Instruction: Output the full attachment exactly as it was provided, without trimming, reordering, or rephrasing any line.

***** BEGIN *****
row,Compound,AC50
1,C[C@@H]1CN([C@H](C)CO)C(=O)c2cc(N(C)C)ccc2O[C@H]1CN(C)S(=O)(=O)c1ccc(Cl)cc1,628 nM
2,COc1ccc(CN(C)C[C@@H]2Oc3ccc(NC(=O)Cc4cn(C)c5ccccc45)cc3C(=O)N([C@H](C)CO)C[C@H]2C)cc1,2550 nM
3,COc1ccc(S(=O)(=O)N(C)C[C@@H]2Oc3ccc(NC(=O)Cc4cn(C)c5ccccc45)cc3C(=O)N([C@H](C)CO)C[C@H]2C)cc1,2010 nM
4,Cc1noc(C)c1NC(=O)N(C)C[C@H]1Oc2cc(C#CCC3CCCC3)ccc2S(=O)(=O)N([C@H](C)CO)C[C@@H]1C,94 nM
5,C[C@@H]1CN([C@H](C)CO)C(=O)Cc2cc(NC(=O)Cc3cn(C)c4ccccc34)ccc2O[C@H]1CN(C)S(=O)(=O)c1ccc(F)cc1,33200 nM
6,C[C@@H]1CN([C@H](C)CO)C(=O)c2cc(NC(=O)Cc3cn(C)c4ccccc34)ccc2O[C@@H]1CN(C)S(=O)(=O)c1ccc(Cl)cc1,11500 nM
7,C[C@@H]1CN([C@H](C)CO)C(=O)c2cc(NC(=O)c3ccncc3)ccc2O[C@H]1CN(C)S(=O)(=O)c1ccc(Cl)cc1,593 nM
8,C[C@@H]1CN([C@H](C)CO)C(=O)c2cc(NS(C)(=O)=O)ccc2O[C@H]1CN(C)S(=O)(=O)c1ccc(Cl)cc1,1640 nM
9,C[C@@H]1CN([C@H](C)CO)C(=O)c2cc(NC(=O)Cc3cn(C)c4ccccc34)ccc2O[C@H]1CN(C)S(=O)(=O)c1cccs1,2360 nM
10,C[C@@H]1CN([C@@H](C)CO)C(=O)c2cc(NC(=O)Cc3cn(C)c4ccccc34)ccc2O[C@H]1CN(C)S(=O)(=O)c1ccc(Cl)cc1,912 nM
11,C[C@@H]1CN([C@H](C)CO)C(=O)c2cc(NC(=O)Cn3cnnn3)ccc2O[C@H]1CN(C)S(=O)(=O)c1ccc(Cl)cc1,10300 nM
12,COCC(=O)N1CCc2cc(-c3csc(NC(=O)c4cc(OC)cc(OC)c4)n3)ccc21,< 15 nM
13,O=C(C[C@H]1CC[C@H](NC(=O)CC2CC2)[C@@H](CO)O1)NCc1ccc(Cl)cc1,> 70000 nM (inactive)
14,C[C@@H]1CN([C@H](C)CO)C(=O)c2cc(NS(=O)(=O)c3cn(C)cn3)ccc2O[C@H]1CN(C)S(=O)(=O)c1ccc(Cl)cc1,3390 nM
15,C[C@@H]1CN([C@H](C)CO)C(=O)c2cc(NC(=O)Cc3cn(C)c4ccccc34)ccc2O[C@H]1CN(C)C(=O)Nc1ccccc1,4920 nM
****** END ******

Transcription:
row,Compound,AC50
1,C[C@@H]1CN([C@H](C)CO)C(=O)c2cc(N(C)C)ccc2O[C@H]1CN(C)S(=O)(=O)c1ccc(Cl)cc1,628 nM
2,COc1ccc(CN(C)C[C@@H]2Oc3ccc(NC(=O)Cc4cn(C)c5ccccc45)cc3C(=O)N([C@H](C)CO)C[C@H]2C)cc1,2550 nM
3,COc1ccc(S(=O)(=O)N(C)C[C@@H]2Oc3ccc(NC(=O)Cc4cn(C)c5ccccc45)cc3C(=O)N([C@H](C)CO)C[C@H]2C)cc1,2010 nM
4,Cc1noc(C)c1NC(=O)N(C)C[C@H]1Oc2cc(C#CCC3CCCC3)ccc2S(=O)(=O)N([C@H](C)CO)C[C@@H]1C,94 nM
5,C[C@@H]1CN([C@H](C)CO)C(=O)Cc2cc(NC(=O)Cc3cn(C)c4ccccc34)ccc2O[C@H]1CN(C)S(=O)(=O)c1ccc(F)cc1,33200 nM
6,C[C@@H]1CN([C@H](C)CO)C(=O)c2cc(NC(=O)Cc3cn(C)c4ccccc34)ccc2O[C@@H]1CN(C)S(=O)(=O)c1ccc(Cl)cc1,11500 nM
7,C[C@@H]1CN([C@H](C)CO)C(=O)c2cc(NC(=O)c3ccncc3)ccc2O[C@H]1CN(C)S(=O)(=O)c1ccc(Cl)cc1,593 nM
8,C[C@@H]1CN([C@H](C)CO)C(=O)c2cc(NS(C)(=O)=O)ccc2O[C@H]1CN(C)S(=O)(=O)c1ccc(Cl)cc1,1640 nM
9,C[C@@H]1CN([C@H](C)CO)C(=O)c2cc(NC(=O)Cc3cn(C)c4ccccc34)ccc2O[C@H]1CN(C)S(=O)(=O)c1cccs1,2360 nM
10,C[C@@H]1CN([C@@H](C)CO)C(=O)c2cc(NC(=O)Cc3cn(C)c4ccccc34)ccc2O[C@H]1CN(C)S(=O)(=O)c1ccc(Cl)cc1,912 nM
11,C[C@@H]1CN([C@H](C)CO)C(=O)c2cc(NC(=O)Cn3cnnn3)ccc2O[C@H]1CN(C)S(=O)(=O)c1ccc(Cl)cc1,10300 nM
12,COCC(=O)N1CCc2cc(-c3csc(NC(=O)c4cc(OC)cc(OC)c4)n3)ccc21,< 15 nM
13,O=C(C[C@H]1CC[C@H](NC(=O)CC2CC2)[C@@H](CO)O1)NCc1ccc(Cl)cc1,> 70000 nM (inactive)
14,C[C@@H]1CN([C@H](C)CO)C(=O)c2cc(NS(=O)(=O)c3cn(C)cn3)ccc2O[C@H]1CN(C)S(=O)(=O)c1ccc(Cl)cc1,3390 nM
15,C[C@@H]1CN([C@H](C)CO)C(=O)c2cc(NC(=O)Cc3cn(C)c4ccccc34)ccc2O[C@H]1CN(C)C(=O)Nc1ccccc1,4920 nM